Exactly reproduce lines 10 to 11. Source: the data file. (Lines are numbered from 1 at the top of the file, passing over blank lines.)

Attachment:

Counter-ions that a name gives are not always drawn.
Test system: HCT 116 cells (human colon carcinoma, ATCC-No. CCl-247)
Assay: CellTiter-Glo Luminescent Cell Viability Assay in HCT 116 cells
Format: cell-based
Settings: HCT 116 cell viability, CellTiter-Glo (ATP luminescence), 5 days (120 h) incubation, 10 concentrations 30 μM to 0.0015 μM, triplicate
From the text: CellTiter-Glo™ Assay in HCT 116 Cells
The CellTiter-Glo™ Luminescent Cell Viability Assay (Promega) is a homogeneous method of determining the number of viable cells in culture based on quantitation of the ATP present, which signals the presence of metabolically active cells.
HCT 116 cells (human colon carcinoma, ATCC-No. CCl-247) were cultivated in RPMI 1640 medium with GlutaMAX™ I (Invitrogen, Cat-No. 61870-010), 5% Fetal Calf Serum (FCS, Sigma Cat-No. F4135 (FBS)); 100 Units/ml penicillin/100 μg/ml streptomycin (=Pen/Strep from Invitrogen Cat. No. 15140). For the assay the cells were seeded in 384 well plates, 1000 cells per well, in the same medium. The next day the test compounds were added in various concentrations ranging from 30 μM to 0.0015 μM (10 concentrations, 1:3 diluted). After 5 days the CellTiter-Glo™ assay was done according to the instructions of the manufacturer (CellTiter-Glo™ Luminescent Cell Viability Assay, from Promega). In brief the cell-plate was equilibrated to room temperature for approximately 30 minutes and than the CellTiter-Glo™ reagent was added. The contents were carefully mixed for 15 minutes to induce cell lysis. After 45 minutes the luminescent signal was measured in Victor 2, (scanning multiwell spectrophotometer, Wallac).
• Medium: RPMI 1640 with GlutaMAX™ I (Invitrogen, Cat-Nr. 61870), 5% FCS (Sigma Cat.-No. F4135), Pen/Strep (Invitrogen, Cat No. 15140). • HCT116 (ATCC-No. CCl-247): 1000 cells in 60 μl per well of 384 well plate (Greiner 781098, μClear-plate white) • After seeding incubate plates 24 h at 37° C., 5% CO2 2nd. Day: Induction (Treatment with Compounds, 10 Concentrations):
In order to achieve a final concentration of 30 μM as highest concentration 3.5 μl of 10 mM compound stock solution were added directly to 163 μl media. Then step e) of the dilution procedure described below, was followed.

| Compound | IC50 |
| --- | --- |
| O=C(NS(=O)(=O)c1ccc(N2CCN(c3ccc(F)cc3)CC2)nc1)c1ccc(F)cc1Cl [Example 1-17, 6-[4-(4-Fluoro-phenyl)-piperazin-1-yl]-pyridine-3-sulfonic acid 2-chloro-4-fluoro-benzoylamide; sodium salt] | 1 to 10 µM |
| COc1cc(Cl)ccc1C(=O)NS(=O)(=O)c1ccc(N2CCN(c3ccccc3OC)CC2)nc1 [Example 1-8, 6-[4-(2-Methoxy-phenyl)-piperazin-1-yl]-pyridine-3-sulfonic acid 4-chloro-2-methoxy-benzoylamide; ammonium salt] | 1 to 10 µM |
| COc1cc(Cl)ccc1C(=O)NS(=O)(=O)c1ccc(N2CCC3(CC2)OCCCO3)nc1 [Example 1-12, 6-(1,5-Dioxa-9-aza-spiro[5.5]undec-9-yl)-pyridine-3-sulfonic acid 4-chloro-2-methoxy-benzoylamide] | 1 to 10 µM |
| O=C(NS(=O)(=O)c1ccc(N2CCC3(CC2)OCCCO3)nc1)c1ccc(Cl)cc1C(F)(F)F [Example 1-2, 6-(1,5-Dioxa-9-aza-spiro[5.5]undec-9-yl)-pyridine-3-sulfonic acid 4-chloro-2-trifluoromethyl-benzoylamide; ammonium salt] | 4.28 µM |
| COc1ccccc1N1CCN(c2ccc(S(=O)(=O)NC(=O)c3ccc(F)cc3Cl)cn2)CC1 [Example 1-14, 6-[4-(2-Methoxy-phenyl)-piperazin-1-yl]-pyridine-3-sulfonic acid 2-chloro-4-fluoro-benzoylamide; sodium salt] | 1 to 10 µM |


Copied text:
In order to achieve a final concentration of 30 μM as highest concentration 3.5 μl of 10 mM compound stock solution were added directly to 163 μl media. Then step e) of the dilution procedure described below, was followed.

| Compound | IC50 |